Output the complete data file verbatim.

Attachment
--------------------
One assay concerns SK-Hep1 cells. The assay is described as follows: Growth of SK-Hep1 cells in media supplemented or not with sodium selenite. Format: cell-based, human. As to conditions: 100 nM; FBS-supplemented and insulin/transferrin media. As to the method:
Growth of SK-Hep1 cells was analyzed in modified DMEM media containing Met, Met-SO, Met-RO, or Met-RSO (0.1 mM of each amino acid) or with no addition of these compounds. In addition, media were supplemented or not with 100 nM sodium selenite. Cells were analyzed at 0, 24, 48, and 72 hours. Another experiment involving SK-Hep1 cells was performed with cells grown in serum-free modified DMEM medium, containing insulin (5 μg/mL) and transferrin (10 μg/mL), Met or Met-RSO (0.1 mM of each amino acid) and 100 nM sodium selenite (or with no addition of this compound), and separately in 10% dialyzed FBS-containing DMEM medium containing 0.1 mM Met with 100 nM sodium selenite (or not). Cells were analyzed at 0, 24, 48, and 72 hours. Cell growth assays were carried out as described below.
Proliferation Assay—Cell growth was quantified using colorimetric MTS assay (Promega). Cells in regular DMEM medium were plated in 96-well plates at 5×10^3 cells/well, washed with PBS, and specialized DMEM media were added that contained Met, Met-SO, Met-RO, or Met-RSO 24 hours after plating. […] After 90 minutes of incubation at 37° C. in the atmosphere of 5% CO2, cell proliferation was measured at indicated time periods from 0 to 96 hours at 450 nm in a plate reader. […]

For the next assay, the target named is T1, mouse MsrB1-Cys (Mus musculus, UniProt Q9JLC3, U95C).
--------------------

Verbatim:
One assay concerns SK-Hep1 cells. The assay is described as follows: Growth of SK-Hep1 cells in media supplemented or not with sodium selenite. Format: cell-based, human. As to conditions: 100 nM; FBS-supplemented and insulin/transferrin media. As to the method:
Growth of SK-Hep1 cells was analyzed in modified DMEM media containing Met, Met-SO, Met-RO, or Met-RSO (0.1 mM of each amino acid) or with no addition of these compounds. In addition, media were supplemented or not with 100 nM sodium selenite. Cells were analyzed at 0, 24, 48, and 72 hours. Another experiment involving SK-Hep1 cells was performed with cells grown in serum-free modified DMEM medium, containing insulin (5 μg/mL) and transferrin (10 μg/mL), Met or Met-RSO (0.1 mM of each amino acid) and 100 nM sodium selenite (or with no addition of this compound), and separately in 10% dialyzed FBS-containing DMEM medium containing 0.1 mM Met with 100 nM sodium selenite (or not). Cells were analyzed at 0, 24, 48, and 72 hours. Cell growth assays were carried out as described below.
Proliferation Assay—Cell growth was quantified using colorimetric MTS assay (Promega). Cells in regular DMEM medium were plated in 96-well plates at 5×10^3 cells/well, washed with PBS, and specialized DMEM media were added that contained Met, Met-SO, Met-RO, or Met-RSO 24 hours after plating. […] After 90 minutes of incubation at 37° C. in the atmosphere of 5% CO2, cell proliferation was measured at indicated time periods from 0 to 96 hours at 450 nm in a plate reader. […]

For the next assay, the target named is T1, mouse MsrB1-Cys (Mus musculus, UniProt Q9JLC3, U95C).